I’ve had a few two-axle freight cars from LGB over the years, both from their Toytrain range as well as their regular range, with different wheel bases. All of them had one thing in common: the trucks (or bogies, for the UK visitors) did not realign properly to the center when leaving curves. Even worse, if the trucks happened to be properly centered on a straight section of track, and the train entered a tighter curve (the dreadful R1s…), they would not even align to the inside of the curve, yet still point straight. With metal wheels equipped on all rolling stock, this ended up in squeaky drama. Sometimes this would even lead to derailment on switches, although I admit this could be due to my bad track work at the time ;-).
I am aware that squeaky noises are actually kind of prototypical, but if I want realistic sounds, I’ll add a sound decoder of some sorts so I can decide for myself to turn off the noise whenever I want :-).
A few years later now, I only have a set of somewhat-prototypical HSB freight cars left (LGB #40030), which suffered the same fate. So I went ahead to design something with three objectives in mind: centering the trucks automatically to avoid any misalignment, yet allowing some flexibility to still navigate around tight curves if needed. Finally, the end product should be a universal design that could be applied to any (modern) two-axle car from LGB with a single screw.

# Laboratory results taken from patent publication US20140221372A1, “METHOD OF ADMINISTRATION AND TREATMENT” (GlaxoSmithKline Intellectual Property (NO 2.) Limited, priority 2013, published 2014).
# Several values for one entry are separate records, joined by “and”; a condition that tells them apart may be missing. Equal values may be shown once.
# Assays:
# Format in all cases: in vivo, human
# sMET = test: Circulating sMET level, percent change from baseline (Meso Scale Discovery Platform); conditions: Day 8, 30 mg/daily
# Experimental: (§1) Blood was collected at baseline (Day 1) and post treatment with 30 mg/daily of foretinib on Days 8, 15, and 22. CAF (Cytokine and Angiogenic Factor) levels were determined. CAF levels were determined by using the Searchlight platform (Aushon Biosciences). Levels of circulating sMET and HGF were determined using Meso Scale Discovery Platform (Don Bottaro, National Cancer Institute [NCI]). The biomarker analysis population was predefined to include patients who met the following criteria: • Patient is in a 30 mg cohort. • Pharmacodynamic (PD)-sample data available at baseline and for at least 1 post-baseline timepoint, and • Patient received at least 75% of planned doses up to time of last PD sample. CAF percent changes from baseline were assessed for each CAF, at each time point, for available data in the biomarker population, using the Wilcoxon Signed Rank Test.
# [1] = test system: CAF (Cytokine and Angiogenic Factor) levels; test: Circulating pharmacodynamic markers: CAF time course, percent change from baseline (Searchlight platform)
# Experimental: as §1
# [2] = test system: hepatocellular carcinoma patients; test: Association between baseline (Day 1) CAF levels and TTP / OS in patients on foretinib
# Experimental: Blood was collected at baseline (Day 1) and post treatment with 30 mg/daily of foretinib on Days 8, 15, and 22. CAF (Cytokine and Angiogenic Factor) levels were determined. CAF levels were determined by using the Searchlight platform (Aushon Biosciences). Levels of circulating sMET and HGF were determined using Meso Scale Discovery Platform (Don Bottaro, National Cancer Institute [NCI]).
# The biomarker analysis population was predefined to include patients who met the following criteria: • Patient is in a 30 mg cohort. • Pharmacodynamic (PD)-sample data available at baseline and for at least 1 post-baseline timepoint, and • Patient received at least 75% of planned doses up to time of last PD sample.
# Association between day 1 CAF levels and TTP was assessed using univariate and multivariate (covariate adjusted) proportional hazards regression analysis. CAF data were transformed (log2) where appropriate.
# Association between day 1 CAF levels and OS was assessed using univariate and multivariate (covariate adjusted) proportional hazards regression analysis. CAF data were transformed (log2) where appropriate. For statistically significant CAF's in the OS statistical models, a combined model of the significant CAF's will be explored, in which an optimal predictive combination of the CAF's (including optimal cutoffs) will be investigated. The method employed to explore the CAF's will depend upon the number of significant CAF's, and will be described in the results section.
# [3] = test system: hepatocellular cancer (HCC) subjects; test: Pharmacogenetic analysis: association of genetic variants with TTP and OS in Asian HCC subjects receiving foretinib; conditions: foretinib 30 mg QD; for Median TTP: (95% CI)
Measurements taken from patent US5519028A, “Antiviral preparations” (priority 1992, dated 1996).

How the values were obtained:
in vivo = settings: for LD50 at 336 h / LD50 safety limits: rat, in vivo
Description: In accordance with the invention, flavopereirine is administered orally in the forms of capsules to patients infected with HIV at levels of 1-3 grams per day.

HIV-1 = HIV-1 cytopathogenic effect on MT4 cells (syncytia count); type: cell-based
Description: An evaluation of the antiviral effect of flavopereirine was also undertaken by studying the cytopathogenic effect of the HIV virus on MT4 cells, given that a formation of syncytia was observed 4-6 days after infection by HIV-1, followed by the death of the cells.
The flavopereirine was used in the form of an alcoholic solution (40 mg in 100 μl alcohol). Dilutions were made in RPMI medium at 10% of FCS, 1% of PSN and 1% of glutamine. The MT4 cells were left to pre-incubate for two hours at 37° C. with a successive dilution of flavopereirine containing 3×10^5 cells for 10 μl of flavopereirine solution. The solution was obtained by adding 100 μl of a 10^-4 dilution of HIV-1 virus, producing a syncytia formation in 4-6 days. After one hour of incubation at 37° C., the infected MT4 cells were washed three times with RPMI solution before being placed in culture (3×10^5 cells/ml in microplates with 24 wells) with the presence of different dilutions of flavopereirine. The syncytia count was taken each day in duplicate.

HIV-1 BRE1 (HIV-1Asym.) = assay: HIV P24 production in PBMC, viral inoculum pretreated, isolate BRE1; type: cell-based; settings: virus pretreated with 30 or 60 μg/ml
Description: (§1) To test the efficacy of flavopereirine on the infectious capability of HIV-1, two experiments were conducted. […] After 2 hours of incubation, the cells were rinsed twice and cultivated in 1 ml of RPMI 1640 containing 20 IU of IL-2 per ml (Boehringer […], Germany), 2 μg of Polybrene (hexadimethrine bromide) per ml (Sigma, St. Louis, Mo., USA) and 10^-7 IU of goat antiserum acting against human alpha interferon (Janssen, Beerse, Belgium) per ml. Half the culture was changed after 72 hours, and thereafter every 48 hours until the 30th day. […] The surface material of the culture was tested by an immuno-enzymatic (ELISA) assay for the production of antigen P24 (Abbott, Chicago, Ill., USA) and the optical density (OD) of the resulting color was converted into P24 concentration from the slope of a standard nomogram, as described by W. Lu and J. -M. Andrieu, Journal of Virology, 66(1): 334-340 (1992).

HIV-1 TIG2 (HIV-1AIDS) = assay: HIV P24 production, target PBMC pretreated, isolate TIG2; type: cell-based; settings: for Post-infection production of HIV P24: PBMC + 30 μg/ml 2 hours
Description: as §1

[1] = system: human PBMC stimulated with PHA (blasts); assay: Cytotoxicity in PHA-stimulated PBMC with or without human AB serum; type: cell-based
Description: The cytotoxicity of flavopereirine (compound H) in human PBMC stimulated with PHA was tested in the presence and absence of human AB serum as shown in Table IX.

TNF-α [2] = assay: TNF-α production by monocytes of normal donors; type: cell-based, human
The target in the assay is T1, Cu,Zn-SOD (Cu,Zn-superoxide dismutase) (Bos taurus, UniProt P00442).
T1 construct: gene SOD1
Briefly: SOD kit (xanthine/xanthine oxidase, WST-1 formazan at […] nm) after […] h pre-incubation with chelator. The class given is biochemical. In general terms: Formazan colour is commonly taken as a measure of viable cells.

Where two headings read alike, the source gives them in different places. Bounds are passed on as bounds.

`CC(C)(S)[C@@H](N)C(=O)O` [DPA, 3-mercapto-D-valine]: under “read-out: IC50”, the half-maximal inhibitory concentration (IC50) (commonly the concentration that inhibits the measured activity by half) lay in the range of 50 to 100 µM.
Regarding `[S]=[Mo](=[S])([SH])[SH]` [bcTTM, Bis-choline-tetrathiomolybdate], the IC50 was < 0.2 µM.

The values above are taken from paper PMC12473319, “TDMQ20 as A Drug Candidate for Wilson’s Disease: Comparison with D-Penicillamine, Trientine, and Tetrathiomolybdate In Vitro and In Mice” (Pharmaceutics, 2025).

I ended up designing a centering spring that could be 3D printed. I have a FFF 3D printer at home (I started with a Velleman Vertex K8400, now I have a Prusa i3 MK3S+), but at these small sizes and the requirement for the component to be durable and flexible, I printed via Shapeways. To make it cost efficient, I printed 48 at the same time, so I have some stock…
Installation is easy: place the centering spring, and lock it in place with a common size screw.
Here the truck is centered, the flexible ‘arms’ push towards the bracing on the frame.
… and the ‘arms’ are flexible enough to still allow movements of the trucks to negotiate tighter curves.
In combination with S-KuPLiX couplers (which I prefer anyway, compared to the hideous hook-and-loop couplers that come by default from many G scale manufacturers), this has worked very well in both push and pull operation.
So for these centering springs, I see two use cases:
– For people who run on large radii, who don’t need the swiveling functionality at all, and thus just need to keep their trucks centered, yet still having flexibility if their rolling stock would ever run on a smaller radii layout.
– For people who run on smaller radii, who ideally have narrow(er) couplers installed to have proper alignment of trucks in curves or on straights.